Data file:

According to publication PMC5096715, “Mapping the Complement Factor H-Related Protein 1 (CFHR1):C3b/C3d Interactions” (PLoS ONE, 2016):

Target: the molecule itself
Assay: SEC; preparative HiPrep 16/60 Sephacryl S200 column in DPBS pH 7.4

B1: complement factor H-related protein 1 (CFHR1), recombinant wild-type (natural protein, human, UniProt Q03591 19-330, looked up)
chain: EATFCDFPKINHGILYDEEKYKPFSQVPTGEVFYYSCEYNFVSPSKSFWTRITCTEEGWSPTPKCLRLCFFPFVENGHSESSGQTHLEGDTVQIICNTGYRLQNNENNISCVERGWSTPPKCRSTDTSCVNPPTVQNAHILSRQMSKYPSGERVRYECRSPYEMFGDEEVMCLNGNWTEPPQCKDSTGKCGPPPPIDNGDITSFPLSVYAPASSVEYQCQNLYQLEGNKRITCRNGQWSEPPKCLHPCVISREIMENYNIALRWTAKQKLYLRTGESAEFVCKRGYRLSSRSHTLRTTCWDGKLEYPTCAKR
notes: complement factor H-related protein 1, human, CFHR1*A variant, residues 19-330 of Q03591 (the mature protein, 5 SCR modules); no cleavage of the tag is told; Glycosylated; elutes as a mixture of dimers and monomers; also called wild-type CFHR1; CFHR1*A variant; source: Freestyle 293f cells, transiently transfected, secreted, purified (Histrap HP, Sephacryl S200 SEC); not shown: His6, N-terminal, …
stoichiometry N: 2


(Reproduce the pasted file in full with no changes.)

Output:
According to publication PMC5096715, “Mapping the Complement Factor H-Related Protein 1 (CFHR1):C3b/C3d Interactions” (PLoS ONE, 2016):

Target: the molecule itself
Assay: SEC; preparative HiPrep 16/60 Sephacryl S200 column in DPBS pH 7.4

B1: complement factor H-related protein 1 (CFHR1), recombinant wild-type (natural protein, human, UniProt Q03591 19-330, looked up)
chain: EATFCDFPKINHGILYDEEKYKPFSQVPTGEVFYYSCEYNFVSPSKSFWTRITCTEEGWSPTPKCLRLCFFPFVENGHSESSGQTHLEGDTVQIICNTGYRLQNNENNISCVERGWSTPPKCRSTDTSCVNPPTVQNAHILSRQMSKYPSGERVRYECRSPYEMFGDEEVMCLNGNWTEPPQCKDSTGKCGPPPPIDNGDITSFPLSVYAPASSVEYQCQNLYQLEGNKRITCRNGQWSEPPKCLHPCVISREIMENYNIALRWTAKQKLYLRTGESAEFVCKRGYRLSSRSHTLRTTCWDGKLEYPTCAKR
notes: complement factor H-related protein 1, human, CFHR1*A variant, residues 19-330 of Q03591 (the mature protein, 5 SCR modules); no cleavage of the tag is told; Glycosylated; elutes as a mixture of dimers and monomers; also called wild-type CFHR1; CFHR1*A variant; source: Freestyle 293f cells, transiently transfected, secreted, purified (Histrap HP, Sephacryl S200 SEC); not shown: His6, N-terminal, …
stoichiometry N: 2